July was fairly active for significant hail in north-central U.S. Concentrations were noted in the eastern Dakotas and Minnesota (near the Red River Valley area), with more sparse concentrations across a broader portion of the U.S.
How did the model fare?
7-month significant hail forecasts depicted a couple of regions of higher concentrations of severe hail – one in eastern North Dakota and western Minnesota (centered around the Grand Forks region) and another centered around southwestern South Dakota, western Nebraska and western Kansas. The eastern area appears to be an accurate forecast – that region experienced multiple bouts of significant hail activity (7/4, 7/12, 7/21, and 7/31).
7-month forecast of significant (2 inches or greater in diameter) hail. Valid July 2017
Upon initial glance, it appears that the western area (South Dakota and Nebraska) didn’t fare as well as eastern areas did. However, an examination of August significant hail reports indicates concentrations that strongly resemble that of July’s forecast for this area.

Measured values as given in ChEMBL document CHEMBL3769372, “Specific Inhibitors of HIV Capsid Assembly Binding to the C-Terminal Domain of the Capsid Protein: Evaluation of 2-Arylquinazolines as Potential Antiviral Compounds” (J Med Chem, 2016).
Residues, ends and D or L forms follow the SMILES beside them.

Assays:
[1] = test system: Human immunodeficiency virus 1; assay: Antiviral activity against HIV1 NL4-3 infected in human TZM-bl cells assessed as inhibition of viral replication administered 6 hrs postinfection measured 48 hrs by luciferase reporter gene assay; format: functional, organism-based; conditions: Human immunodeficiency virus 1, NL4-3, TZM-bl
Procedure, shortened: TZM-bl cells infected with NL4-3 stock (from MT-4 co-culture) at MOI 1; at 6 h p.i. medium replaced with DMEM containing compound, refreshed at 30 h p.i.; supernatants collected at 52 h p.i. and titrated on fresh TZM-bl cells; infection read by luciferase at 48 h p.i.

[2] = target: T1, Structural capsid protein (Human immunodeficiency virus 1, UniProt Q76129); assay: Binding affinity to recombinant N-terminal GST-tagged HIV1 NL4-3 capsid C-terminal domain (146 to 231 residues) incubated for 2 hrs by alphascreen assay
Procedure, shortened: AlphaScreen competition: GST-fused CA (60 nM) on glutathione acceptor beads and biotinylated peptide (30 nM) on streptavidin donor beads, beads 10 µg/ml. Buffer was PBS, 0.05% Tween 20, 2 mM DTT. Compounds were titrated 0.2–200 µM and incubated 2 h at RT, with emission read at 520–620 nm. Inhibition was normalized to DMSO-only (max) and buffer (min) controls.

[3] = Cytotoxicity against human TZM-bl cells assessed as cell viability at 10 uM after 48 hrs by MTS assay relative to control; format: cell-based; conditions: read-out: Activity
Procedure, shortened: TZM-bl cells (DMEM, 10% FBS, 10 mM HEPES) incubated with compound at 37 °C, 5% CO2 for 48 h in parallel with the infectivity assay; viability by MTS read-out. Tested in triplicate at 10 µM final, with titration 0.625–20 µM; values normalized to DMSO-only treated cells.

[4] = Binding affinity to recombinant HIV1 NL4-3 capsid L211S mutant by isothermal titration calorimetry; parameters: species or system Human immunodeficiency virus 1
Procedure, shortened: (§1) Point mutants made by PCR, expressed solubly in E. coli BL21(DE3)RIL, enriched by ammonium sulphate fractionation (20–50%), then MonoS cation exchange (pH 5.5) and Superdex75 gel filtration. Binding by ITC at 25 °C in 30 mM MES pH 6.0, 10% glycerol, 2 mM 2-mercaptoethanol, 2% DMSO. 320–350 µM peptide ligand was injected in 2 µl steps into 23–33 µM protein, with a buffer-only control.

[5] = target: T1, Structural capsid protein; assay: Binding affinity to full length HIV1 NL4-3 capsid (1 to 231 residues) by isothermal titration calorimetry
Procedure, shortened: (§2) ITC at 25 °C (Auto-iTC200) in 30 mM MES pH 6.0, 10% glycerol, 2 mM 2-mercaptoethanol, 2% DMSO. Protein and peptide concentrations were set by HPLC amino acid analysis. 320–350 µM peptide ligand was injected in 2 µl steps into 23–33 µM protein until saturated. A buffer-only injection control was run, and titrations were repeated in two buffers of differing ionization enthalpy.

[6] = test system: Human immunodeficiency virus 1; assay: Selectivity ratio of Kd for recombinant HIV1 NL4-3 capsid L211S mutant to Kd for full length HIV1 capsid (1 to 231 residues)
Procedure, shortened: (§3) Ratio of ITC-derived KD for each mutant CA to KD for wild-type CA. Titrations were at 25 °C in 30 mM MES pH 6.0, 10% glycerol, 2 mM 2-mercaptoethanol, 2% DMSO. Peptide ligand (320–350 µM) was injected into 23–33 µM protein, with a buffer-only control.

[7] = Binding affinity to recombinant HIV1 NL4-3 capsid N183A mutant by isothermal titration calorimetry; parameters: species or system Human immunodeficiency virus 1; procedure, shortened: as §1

Preliminary August 2017 significant hail reports. Source: National Weather Service
This type of forecast timing discrepancy has been observed in previous experimental runs – particularly for clusters of tornado activity. While it isn’t particularly a surprise given the timeframe of the forecast being discussed (7 months), temporal disaggregation of the risk presented here will be a point of focus for model improvements in the coming months. The goal is to pinpoint 1-2 week timeframes for increased severe weather potential, which might increase applicability of the model toward public safety efforts. Some of these efforts are already underway.
Loss probability curves (below) also indicate the increased potential for hail losses in these regions.
Catastrophe model results in the general area of western South Dakota and western Nebraska. Loss probabilities include forecasts of both hail and significant hail reports in the region during July 2017.
Catastrophe model results in the general area of eastern North Dakota and western Minnesota. Loss probabilities include forecasts of both hail and significant hail reports in the region during July 2017.
As stated in a previous post, the catastrophe model used to generate these loss probabilities are developed for single-family residences and will not resolve monetary losses to automobiles and other structures.
The next couple of posts will discuss model tornado forecasts at extended lead times.